psychology
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Terminology in psychology are often used irresponsibly and uncritically, which can be a source of unnecessary confusion and conflict. Emory University psychology professor Scott Lilienfield and his esteemed colleagues compiled a relatively comprehensive list of psychological terms that are often misused due to being misleading, frequently misused, vague, self-contradictory, or redundant. One can find the original academic piece from Frontiers in Psychology here, this writing shall try to reiterate some of the key points made in a more understandable manner.

(Part 1, Part 2, Part 3, Part 4, Part 5, Part 6)

1. ‘A Gene For…’

Some medical conditions are caused by a single gene, such as muscular dystrophy, sickle cell disease, Huntington’s disease, and cystic fibrosis. However, this pattern is unlikely to hold true for psychological traits or ‘illnesses’. While it is wise and accurate to acknowledge human biology when trying to understand psychology, as a rule of thumb: no single gene or even multiple major genes can be responsible for any specific psychological traits.

It is important to distinguish ‘genotype’ (the package of genes) and ‘phenotypes’ (observable characteristics accounting for genetic makeup and environment). Knowing this, specific genes (genotype) alone cannot determine our psychological manifestations (phenotype) in any meaningful manner. Feel free to safely doubt the credibility of any article on psychology claiming that ‘there is a gene for x’.

2. ‘Antidepressant medication’

There is a family of medications which can be helpful to alleviate depressive symptoms through regulating neurotransmitters, commonly known as ‘antidepressants’. That being said, these medications do not specifically treat depression, as the same prescriptions are also as effective for a wide range for anxiety related disorders and eating disorders. Coupled with research findings suggesting these medication being less useful for non severe-depression, carelessly calling them ‘antidepressants’ can be misleading.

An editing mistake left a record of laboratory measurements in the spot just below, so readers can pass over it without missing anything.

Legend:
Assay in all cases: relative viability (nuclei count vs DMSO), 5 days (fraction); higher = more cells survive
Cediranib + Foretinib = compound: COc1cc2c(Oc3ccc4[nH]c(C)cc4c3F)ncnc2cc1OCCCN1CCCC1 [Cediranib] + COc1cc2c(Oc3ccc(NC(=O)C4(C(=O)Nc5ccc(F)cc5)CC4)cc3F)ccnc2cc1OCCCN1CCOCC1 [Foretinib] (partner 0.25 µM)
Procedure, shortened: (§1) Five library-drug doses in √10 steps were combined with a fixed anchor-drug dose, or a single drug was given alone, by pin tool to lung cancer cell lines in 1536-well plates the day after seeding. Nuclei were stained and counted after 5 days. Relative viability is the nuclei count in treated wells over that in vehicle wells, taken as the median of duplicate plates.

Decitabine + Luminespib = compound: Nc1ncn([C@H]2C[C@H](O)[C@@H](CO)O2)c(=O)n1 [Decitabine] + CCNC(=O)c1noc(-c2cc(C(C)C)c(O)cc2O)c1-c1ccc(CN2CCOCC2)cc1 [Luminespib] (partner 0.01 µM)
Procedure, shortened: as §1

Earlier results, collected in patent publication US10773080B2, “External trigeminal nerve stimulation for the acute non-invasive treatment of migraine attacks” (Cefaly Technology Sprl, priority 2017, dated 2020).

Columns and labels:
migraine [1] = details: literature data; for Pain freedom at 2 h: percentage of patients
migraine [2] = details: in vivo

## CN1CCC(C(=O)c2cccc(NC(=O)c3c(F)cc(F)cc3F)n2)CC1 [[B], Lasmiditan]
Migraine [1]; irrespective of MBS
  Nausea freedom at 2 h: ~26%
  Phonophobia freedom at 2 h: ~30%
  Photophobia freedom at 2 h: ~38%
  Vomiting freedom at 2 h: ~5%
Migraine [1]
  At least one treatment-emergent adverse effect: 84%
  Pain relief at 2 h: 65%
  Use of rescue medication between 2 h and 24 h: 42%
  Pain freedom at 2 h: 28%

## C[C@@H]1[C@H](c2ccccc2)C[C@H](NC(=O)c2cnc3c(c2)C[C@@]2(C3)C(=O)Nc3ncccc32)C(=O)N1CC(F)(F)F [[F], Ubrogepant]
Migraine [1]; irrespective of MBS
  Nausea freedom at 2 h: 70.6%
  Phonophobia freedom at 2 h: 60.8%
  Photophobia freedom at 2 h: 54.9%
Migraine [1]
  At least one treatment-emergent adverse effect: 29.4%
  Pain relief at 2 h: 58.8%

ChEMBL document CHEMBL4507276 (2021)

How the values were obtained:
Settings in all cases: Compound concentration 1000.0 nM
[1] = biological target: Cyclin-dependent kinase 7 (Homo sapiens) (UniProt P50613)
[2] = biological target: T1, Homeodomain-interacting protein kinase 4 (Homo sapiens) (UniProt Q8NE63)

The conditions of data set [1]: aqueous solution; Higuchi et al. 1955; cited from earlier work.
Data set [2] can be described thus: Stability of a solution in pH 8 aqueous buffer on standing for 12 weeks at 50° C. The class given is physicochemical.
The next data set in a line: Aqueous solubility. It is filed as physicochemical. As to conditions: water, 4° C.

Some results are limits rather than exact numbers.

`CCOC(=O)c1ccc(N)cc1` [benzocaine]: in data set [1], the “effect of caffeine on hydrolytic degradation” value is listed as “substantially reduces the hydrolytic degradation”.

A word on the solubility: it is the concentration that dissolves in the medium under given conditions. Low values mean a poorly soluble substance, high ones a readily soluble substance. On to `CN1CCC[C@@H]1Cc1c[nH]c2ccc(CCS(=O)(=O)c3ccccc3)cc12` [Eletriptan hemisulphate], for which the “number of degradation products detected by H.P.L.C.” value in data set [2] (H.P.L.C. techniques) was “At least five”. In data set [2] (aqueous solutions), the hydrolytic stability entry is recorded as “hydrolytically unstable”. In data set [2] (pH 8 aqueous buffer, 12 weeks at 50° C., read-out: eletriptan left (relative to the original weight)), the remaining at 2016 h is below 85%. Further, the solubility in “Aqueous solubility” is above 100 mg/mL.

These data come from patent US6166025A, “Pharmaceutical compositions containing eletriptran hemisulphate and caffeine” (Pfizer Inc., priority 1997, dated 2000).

3. ‘Autism epidemic’

This term implies that there is a massive increase in prevalence autism spectrum disorder, which has prompted a lot of difficult discussions about the underlying factors leading to autism. That being said, the evidence suggests it is not exactly that autism spectrum disorders is getting more prevalent, but rather there are increased likelihood for autism to be. Parents are more likely to seek help for their children due to greater awareness of autism, which coupled with incentives of diagnosing autism and the lowering standards for diagnosis, leads to artificially increased diagnosis of autism spectrum disorder.

4. ‘Brain region X lights up’

Brain region X lights up when in condition Y’ can seem to imply that ‘region X’ is responsible for our reaction in ‘condition Y’. Methodologically this is correct, readers outside the field of neuroscience can easily draw inaccurate conclusions.

The lighting up of brain regions in fMRI brain scans indicates ‘relatively higher activity’, it doesn’t mean other areas are ‘dead’ or ‘inactive’. Also, fMRI scans reflects oxygen uptake by neurons, which cannot directly represent brain activity. Another thing to note is that due to difference in chemical makeup, some brain regions can still ‘light up’ but is functionally being inhibited rather than being activated. We ought to exercise more caution about claims based on ‘brain region x lights up’.

5. ‘Brainwashing’

This term mystifies what psychologists can do, as if our brains are hardware which we can ‘wash’ and alter its internals and software. We often use the term to suggest that a series of intrusive and powerful psychological techniques can be used by experts to mold and manipulate others’ beliefs and attitudes. In reality, so-called ‘brainwashing’ is no different from series of indoctrination and persuasion interventions that are already well documented in social psychology and marketing. Social psychologists have long studied the effects of procedures such as forging group consensus and crafting vivid testimonials, many of which are practiced in the marketing industry. Even more interestingly, studies done on the outcomes of the original brainwashing procedures during the Korean war did not find them very effective. Perhaps attempting to actively change minds and beliefs in a brute manner isn’t very effective after all.

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Jia Yue Tan
JY is a counselling trainee at Monash University Malaysia under the Master of Professional Counselling program and writes psychology articles to procrastinate from his counselling paperwork and assignments. His interests are in individual differences, psychotherapy, and helping the public understand psychology(s) as a profession. Occasionally reviews books and promote person-centered psychotherapy.

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